Heat stress in feedyard cattle is inevitable, but there are certain steps producers can take to minimize the severity of the stress on the animal. This includes knowing what to look for in the weather forecast, initiating preventive measures and recognizing the early signs of heat stress.
Acclimation is a low-stress handling practice that focuses on relocating cattle or reducing stress during a change of location. Cattlemen can use handler position, working distance, angles, and “stimulus-release” movement to create voluntary cattle motion as a herd.
U.S. cattle feeders have drastically improved feedyard management methods during the past decade. However, there still are a few steps that may help cattle feeders enhance their current management methods even further. With the goal of higher gains, the following steps will help cattle feeders produce more quality beef while using fewer resources.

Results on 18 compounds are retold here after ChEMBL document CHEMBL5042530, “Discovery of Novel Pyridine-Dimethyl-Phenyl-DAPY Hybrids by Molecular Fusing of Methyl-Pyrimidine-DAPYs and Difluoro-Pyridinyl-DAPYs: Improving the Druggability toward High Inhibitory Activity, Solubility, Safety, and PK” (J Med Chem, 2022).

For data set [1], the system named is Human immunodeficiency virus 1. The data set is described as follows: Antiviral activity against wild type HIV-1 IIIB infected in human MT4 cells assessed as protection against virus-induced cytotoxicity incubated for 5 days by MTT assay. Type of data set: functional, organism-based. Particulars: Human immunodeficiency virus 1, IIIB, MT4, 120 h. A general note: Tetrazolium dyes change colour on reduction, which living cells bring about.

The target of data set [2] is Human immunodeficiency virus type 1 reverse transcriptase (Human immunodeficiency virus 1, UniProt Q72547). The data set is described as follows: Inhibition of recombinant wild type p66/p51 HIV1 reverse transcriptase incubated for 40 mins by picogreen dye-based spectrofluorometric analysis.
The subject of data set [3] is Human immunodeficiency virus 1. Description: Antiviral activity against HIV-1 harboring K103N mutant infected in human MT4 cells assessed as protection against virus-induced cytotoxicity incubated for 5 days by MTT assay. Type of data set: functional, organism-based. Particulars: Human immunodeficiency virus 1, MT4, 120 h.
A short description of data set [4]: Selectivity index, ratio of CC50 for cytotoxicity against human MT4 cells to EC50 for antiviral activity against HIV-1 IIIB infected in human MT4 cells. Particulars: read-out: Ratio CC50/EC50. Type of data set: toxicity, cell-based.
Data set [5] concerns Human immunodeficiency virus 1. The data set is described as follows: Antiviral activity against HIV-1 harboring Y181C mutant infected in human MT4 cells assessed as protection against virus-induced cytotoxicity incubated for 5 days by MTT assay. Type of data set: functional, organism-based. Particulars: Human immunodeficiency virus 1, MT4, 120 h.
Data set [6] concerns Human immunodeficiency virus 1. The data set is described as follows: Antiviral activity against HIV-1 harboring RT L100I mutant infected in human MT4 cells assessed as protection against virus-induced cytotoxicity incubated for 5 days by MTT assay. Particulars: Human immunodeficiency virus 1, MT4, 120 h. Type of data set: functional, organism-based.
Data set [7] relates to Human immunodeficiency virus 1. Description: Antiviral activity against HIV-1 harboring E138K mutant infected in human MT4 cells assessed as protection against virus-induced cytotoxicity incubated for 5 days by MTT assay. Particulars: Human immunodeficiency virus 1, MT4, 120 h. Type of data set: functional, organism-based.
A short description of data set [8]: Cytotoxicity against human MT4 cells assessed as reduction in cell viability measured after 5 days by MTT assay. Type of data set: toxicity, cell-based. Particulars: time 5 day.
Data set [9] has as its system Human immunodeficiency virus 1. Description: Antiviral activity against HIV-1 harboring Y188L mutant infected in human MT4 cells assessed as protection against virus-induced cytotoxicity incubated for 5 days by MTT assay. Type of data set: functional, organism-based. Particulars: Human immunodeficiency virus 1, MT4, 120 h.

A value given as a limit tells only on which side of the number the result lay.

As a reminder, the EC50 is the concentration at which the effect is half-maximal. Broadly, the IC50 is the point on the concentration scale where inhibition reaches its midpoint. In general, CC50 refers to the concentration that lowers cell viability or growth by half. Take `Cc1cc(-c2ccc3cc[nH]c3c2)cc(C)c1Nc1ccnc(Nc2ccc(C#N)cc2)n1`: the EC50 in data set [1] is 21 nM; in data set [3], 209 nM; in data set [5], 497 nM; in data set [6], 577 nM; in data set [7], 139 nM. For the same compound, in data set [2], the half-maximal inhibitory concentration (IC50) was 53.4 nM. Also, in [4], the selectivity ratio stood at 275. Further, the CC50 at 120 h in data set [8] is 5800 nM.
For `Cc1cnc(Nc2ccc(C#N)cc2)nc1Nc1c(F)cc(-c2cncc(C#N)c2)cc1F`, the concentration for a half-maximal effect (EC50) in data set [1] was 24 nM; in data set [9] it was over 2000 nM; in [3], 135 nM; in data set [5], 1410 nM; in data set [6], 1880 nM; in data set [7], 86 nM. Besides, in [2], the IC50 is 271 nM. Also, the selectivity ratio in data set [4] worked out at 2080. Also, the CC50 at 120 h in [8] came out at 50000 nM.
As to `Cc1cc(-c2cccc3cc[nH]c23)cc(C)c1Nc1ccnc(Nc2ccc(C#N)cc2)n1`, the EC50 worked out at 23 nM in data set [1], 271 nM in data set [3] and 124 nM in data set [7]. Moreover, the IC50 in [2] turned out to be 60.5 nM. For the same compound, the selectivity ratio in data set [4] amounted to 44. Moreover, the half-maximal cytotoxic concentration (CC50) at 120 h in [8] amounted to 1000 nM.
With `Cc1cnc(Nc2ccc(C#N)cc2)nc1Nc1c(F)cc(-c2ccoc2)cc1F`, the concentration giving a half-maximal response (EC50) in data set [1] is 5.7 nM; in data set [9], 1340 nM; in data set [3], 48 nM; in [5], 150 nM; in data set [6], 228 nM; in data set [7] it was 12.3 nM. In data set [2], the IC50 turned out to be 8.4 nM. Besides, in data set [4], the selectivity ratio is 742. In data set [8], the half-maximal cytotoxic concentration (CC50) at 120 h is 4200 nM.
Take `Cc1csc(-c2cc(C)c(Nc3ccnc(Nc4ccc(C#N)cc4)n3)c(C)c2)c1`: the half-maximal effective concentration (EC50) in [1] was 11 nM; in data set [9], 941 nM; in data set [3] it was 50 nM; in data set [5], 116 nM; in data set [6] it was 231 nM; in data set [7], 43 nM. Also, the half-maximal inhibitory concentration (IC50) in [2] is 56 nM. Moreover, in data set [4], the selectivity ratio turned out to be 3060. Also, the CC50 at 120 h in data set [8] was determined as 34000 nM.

When Dale Moore first saw the little 1,000-head grow yard in Gage, Oklahoma, even though it was in total disarray, he saw its potential and fell in love. Click here to read how Cattleman's Choice Feedyard was built from the ground up.
Cattle love routine. When finished cattle are loaded it breaks up the animals’ routine, which can be confusing and a source of stress. However, if handled properly – with attention, focus and respect – loading finished cattle can be a low-stress process at the feedyard, alleviating unnecessary stress to the animals and allowing producers to move cattle more efficiently.